Do I Have Anemia?

May 20, 2023

Anemia literally means “having no blood,” but realistically the term is applied only to red blood cells (RBCs), or erythrocytes. Anemia means either falling short of the normal number of RBCs, having abnormally small RBCs, or having RBCs that are low in hemoglobin—the molecule that carries oxygen in RBCs.

What are the symptoms of anemia?

RBCs perform the important task of delivering oxygen throughout the body, so being anemic can cause fatigue and weakness. Patients can feel short of breath, dizzy, or lightheaded, and can have cold hands and feet. If the heart is not getting enough oxygen, it can beat irregularly and cause chest pain. Light-skinned individuals may appear pale or yellowish.

How is anemia diagnosed?

The way to diagnose anemia is with a blood test called a complete blood count, abbreviated CBC. This tells not only the number of RBCs but their size and amount of hemoglobin, as well as the number of various types of white blood cells (for fighting disease) and platelets (for forming blood clots). Here are the normal values for RBCs and hemoglobin:

  • RBCs for women: 3.92 to 5.13 million per microliter
  • RBCs for men: 4.35 to 5.65 million per microliter
  • RBC size range: 6 to 8 micrometers in diameter
  • Hemoglobin for women: 12 or more grams/deciliter
  • Hemoglobin for men: 13 or more grams/deciliter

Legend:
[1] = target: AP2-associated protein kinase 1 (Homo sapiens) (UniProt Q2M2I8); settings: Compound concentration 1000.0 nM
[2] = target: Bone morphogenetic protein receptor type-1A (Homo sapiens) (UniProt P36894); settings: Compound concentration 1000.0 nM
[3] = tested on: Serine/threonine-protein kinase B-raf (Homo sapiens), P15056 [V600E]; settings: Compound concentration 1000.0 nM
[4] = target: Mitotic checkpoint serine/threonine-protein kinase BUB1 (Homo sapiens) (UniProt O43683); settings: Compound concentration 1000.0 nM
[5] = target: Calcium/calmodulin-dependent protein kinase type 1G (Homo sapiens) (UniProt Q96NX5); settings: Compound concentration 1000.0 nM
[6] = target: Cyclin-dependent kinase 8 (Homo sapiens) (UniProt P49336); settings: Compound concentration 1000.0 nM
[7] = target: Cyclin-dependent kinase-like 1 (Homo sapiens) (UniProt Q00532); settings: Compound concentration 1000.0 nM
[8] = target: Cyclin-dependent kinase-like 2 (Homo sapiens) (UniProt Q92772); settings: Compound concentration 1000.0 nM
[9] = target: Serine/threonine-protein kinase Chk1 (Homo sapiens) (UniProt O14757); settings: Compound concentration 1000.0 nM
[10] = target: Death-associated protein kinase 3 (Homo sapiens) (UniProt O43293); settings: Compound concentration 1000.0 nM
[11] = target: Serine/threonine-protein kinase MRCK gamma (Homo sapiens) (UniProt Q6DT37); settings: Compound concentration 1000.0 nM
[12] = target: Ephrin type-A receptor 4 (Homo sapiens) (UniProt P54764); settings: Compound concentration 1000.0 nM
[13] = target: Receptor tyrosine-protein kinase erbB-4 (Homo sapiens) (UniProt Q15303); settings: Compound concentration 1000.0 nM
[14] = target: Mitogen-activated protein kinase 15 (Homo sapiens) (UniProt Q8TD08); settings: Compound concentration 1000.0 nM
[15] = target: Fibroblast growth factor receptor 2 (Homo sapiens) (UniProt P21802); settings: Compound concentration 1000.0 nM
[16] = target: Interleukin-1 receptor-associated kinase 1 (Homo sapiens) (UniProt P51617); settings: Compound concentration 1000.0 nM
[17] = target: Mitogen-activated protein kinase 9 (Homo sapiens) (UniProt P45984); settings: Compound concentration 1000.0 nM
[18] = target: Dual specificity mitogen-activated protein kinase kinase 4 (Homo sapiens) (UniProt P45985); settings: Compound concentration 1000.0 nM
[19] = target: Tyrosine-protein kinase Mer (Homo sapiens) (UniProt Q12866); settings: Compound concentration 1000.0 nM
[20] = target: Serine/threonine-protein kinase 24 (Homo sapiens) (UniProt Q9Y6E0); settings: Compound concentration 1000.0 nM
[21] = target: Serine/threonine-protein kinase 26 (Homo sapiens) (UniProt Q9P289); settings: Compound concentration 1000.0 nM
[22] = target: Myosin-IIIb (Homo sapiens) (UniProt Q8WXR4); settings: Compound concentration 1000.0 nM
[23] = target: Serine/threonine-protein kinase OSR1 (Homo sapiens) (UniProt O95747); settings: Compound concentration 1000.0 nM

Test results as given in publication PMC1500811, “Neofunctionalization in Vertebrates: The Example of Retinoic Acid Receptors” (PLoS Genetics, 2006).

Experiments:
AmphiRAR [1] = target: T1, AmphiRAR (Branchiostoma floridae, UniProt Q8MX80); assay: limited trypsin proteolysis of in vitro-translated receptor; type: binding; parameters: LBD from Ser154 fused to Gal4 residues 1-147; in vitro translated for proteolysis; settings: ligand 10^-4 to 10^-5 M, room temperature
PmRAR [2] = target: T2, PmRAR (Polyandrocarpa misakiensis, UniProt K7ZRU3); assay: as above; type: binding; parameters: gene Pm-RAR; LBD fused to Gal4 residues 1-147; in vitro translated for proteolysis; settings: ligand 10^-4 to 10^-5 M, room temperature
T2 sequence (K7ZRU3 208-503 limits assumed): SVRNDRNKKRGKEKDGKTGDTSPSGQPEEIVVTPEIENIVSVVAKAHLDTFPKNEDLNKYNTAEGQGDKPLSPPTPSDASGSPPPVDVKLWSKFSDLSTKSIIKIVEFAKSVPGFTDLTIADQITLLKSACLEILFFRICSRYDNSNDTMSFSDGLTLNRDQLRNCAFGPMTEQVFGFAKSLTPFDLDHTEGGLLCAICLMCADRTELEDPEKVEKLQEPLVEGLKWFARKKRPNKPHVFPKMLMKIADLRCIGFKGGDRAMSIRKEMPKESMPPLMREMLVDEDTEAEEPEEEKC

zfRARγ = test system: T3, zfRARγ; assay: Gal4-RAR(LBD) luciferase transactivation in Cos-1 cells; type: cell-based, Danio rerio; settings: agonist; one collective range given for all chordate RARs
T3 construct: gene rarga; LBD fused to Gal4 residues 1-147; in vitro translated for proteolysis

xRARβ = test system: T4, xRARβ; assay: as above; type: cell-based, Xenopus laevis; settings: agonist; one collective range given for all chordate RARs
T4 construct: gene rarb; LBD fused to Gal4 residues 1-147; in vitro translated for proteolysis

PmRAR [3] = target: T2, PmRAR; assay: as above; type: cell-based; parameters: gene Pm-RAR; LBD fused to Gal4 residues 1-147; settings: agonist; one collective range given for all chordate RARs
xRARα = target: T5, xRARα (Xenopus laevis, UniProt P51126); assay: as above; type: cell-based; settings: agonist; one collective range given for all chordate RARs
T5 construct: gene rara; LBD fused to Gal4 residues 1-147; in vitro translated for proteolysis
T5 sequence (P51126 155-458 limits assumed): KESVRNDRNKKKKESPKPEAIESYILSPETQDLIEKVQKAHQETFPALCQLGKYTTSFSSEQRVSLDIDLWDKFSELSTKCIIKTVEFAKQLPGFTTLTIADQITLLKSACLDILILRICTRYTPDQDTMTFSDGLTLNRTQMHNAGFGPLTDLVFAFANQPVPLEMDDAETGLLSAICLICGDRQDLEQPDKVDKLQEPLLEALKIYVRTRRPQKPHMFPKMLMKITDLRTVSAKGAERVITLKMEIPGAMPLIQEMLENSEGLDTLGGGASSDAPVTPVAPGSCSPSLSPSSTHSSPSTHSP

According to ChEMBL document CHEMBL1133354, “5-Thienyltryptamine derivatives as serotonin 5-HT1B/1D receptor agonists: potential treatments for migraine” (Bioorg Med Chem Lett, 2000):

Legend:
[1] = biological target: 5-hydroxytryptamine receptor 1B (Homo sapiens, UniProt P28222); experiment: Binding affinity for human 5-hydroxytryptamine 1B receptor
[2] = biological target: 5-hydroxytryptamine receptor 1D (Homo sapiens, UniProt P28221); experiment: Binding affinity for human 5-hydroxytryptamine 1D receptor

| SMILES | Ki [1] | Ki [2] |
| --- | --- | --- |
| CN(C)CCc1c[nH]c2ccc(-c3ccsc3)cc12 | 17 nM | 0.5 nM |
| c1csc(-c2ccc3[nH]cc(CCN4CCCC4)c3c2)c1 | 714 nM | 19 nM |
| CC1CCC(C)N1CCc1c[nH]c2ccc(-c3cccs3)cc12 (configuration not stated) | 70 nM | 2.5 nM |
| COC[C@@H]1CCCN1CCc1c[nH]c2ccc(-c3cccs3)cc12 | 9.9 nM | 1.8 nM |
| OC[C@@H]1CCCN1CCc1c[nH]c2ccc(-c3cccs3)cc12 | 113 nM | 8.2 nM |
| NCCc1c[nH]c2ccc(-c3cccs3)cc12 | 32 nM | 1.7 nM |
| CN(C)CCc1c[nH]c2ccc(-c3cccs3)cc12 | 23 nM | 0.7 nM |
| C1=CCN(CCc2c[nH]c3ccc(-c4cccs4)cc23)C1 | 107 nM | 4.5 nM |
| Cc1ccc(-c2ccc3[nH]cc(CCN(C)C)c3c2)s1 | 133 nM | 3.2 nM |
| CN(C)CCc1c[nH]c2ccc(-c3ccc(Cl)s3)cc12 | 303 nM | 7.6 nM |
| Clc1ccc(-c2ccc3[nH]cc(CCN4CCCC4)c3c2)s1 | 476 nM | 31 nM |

The number of RBCs, their size, and hemoglobin level can indicate what type of anemia is present, and its probable cause:

  • Small red blood cells are often caused by iron deficiency, but can also be caused by inflammation, and a hereditary disease called thalassemia.
  • Red blood cells with low hemoglobin levels can be caused by vitamin B6 deficiency, iron deficiency, parasitic disease, chronic disease, certain drugs, and copper or lead poisoning.
  • Abnormally large red blood cells can be due to vitamin B12 and/or B9 (folate) deficiency.

Where can I get tested for anemia?

You order your own CBC online, through QuickMD, without a doctor’s appointment.

A QuickMD doctor will then contact you and help you interpret it, then advise whether further investigation or treatment might be needed. The test can be done at any LabCorp in the US.

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